Review: Mine to Save

Mine to Save Mine to Save by Diana Gardin
My rating: 3 of 5 stars

Betraying a man whilst he is in a war zoning fighting for our country is pretty low. This is exactly what Bennett's wife, Valarie does to him. She also acts as if it is no big deal; as if he was the one who is wrong. Taking a person off a war zone does not mean their fighting tendencies are immediate turned off. For Bennett, one heated moment causes a regret that can not be easily overcome. Like most ex-cons, it is difficult to get a job after he's done his time. Luckily for Bennett, he is taken under another's wing and runs a bar. When an old friend asks him to help save his fiance, Bennett does what he did best... blow shit up.

Bennett considered that a one time favour. Now, his buddy's company is looking to hire him. Accepting a job in the Rescue Ops team at Night Eagle Security would fill a missing piece for Bennett. He isn't made for inaction. But how can he trust them just as how can they trust a felon? This part of the story really bugged me. As a felon, Bennett can not be carrying a gun. In this story it made it sound like it was no big deal. This is a fallacy. In the States, especially those who have done time like Bennett, felons can not own a fire arm and he shouldn't really be caught with carrying one. Especially as his crime is most likely classified as domestic violence, even if it technically wasn't. This is where it was fuzzy. This little bit of wtf-ery pulled me out of the story and I had to keep reminding myself to get over it. I digress.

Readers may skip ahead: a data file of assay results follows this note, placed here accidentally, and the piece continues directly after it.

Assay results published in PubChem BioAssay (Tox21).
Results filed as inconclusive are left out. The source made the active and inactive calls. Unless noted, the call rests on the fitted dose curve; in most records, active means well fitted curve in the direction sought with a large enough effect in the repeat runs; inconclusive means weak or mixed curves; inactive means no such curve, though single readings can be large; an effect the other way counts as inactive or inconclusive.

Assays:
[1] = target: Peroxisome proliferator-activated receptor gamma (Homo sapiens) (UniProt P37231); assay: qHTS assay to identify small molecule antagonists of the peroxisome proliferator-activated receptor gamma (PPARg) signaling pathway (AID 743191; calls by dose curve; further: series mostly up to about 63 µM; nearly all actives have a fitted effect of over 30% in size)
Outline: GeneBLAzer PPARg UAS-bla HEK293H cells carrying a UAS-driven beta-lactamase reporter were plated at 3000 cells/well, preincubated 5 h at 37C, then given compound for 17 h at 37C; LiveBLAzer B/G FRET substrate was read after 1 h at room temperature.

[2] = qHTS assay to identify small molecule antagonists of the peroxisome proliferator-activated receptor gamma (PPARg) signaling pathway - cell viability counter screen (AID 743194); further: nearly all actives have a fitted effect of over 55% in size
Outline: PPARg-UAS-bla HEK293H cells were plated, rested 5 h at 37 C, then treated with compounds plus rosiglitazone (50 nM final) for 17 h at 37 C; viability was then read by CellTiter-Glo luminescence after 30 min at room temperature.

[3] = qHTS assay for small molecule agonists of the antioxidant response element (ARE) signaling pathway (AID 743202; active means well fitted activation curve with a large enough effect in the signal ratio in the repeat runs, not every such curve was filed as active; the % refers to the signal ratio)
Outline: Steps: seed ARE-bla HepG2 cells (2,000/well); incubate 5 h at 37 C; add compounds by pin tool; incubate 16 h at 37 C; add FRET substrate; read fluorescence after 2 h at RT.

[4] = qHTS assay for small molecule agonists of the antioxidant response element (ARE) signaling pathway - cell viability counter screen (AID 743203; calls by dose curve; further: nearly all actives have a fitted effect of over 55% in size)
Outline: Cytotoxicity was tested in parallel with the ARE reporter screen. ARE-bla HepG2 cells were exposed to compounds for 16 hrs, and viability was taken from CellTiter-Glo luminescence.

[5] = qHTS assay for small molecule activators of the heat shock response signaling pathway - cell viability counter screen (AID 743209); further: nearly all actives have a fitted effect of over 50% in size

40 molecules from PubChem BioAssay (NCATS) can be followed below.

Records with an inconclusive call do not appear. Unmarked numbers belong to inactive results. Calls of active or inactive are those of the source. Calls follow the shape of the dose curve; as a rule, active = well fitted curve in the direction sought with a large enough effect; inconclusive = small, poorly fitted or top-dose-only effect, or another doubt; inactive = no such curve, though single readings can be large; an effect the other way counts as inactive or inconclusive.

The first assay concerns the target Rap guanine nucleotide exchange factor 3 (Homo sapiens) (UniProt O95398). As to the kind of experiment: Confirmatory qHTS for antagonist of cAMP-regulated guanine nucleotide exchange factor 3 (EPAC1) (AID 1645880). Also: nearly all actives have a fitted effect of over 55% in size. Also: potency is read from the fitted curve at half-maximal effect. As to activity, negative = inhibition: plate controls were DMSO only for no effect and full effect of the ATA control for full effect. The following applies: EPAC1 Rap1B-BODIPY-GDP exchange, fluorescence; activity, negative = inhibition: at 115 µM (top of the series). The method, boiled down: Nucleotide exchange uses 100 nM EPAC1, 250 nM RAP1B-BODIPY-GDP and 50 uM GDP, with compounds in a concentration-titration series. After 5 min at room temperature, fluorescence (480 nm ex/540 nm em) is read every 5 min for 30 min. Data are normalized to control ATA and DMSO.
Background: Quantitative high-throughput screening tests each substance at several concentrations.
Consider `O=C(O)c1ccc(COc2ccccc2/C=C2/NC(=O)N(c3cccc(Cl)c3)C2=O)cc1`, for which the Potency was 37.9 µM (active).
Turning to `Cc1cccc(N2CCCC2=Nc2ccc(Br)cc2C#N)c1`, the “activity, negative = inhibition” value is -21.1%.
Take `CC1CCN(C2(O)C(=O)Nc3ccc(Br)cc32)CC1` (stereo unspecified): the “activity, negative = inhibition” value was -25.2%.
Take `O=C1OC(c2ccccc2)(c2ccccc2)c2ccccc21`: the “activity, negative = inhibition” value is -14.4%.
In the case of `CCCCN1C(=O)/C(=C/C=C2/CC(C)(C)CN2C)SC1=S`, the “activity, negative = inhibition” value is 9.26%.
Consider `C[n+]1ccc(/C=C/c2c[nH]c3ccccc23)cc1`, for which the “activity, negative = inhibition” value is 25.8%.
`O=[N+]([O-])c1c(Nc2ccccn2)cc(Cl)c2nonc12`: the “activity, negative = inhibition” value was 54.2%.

This tale is about Bennett's redemption by protecting and saving Sayward. Sayward is a Colombian immigrant who is hiding from the drug cartel. She's also autistic and a hacker. I liked Sayward. She is quirky and I also happen to know people with autism. For me, Sayward is pretty mildly impacted and it is nice to see her perspective. Her interaction with Bennett is plausible and kind of cute. Their romance is stilted and awkward which is a bit of a stereotyping of autistic people, but it worked. I found Sayward's hiding and fleeing the sexy alpha predator Bennett to be quite amusing.

The plot device in this story was a bit weak for me. The second it was explained how and why Sayward came to the States, her father's death is suspect. And more suspect is her brother's journey to bring her to her father's funeral. This is a train wreck spotted miles away. And no one is clued in but the reader. Said reader may be yelling at the characters to watch out. All advice is unheeded as the characters can not hear the reader and the reader may experience extreme frustration. To say I knew how this would all turn out within 25% into the book would be an understatement. Still, I girded my loins and stuck to it. I really wanted to scream "I told ya so" but really, who would I be saying it to? I did feel like smacking these Rescue Ops guys across the head a few times because for a private security company, they were pretty darn clueless. My guess is when it is one of their own, they are completely blindsided.

Nevertheless, I did enjoyed the suspense and gulped this story down in one sitting. This romantic suspense is recommended to readers who enjoy quirky females who need the protection of a dinged up alpha male.

*provided by NetGalley



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